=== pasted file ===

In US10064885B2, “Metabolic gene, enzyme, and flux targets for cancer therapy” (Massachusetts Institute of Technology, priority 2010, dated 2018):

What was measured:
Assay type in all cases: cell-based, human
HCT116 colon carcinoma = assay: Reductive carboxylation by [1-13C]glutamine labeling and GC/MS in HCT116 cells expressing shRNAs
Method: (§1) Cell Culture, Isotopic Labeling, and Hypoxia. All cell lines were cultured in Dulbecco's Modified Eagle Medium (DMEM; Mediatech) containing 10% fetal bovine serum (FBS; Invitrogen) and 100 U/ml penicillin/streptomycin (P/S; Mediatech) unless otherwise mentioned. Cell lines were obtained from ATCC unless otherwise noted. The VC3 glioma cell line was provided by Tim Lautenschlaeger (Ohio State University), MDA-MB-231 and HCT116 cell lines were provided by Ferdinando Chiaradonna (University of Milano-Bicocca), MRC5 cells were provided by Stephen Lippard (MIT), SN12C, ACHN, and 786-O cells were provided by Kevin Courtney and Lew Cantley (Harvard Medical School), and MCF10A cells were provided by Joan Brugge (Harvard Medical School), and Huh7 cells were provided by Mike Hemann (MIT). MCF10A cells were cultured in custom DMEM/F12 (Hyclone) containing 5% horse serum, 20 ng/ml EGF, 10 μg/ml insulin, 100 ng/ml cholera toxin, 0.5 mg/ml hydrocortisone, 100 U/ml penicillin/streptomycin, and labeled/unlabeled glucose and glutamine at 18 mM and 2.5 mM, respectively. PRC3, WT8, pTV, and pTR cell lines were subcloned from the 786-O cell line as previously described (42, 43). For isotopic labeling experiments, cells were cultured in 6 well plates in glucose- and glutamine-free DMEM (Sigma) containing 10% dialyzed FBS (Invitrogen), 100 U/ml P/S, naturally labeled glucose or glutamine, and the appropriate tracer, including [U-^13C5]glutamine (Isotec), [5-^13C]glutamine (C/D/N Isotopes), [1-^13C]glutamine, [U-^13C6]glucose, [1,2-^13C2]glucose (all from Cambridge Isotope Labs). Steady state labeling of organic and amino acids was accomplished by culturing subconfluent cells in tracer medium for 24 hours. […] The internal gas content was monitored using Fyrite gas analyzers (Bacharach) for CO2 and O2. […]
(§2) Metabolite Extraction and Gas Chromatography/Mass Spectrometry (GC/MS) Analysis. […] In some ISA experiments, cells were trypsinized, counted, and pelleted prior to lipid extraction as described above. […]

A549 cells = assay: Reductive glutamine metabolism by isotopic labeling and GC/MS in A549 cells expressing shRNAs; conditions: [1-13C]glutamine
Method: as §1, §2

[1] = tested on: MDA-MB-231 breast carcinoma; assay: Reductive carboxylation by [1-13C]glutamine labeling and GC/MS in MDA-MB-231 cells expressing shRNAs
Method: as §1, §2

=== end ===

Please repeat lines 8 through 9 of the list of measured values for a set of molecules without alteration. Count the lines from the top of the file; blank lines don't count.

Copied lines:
Method: as §1, §2

[1] = tested on: MDA-MB-231 breast carcinoma; assay: Reductive carboxylation by [1-13C]glutamine labeling and GC/MS in MDA-MB-231 cells expressing shRNAs